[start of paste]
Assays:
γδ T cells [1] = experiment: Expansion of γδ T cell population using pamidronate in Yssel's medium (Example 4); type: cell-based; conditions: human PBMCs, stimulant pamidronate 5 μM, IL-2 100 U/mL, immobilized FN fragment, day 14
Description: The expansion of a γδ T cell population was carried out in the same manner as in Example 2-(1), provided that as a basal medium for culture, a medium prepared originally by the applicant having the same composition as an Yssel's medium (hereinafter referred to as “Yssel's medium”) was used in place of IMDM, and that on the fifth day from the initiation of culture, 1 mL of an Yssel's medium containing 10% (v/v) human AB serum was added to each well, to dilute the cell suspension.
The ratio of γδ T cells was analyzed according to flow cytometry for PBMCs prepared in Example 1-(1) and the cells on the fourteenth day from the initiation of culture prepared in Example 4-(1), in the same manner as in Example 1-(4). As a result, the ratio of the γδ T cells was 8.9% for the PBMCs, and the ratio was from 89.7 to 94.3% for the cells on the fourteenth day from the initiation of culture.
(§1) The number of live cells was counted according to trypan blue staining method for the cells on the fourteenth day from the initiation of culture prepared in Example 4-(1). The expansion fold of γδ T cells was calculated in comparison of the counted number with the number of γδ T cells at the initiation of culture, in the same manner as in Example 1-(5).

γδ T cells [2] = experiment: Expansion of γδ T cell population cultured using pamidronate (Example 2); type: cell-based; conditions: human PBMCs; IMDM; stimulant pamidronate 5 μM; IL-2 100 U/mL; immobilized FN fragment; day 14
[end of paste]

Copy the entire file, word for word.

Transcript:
Assays:
γδ T cells [1] = experiment: Expansion of γδ T cell population using pamidronate in Yssel's medium (Example 4); type: cell-based; conditions: human PBMCs, stimulant pamidronate 5 μM, IL-2 100 U/mL, immobilized FN fragment, day 14
Description: The expansion of a γδ T cell population was carried out in the same manner as in Example 2-(1), provided that as a basal medium for culture, a medium prepared originally by the applicant having the same composition as an Yssel's medium (hereinafter referred to as “Yssel's medium”) was used in place of IMDM, and that on the fifth day from the initiation of culture, 1 mL of an Yssel's medium containing 10% (v/v) human AB serum was added to each well, to dilute the cell suspension.
The ratio of γδ T cells was analyzed according to flow cytometry for PBMCs prepared in Example 1-(1) and the cells on the fourteenth day from the initiation of culture prepared in Example 4-(1), in the same manner as in Example 1-(4). As a result, the ratio of the γδ T cells was 8.9% for the PBMCs, and the ratio was from 89.7 to 94.3% for the cells on the fourteenth day from the initiation of culture.
(§1) The number of live cells was counted according to trypan blue staining method for the cells on the fourteenth day from the initiation of culture prepared in Example 4-(1). The expansion fold of γδ T cells was calculated in comparison of the counted number with the number of γδ T cells at the initiation of culture, in the same manner as in Example 1-(5).

γδ T cells [2] = experiment: Expansion of γδ T cell population cultured using pamidronate (Example 2); type: cell-based; conditions: human PBMCs; IMDM; stimulant pamidronate 5 μM; IL-2 100 U/mL; immobilized FN fragment; day 14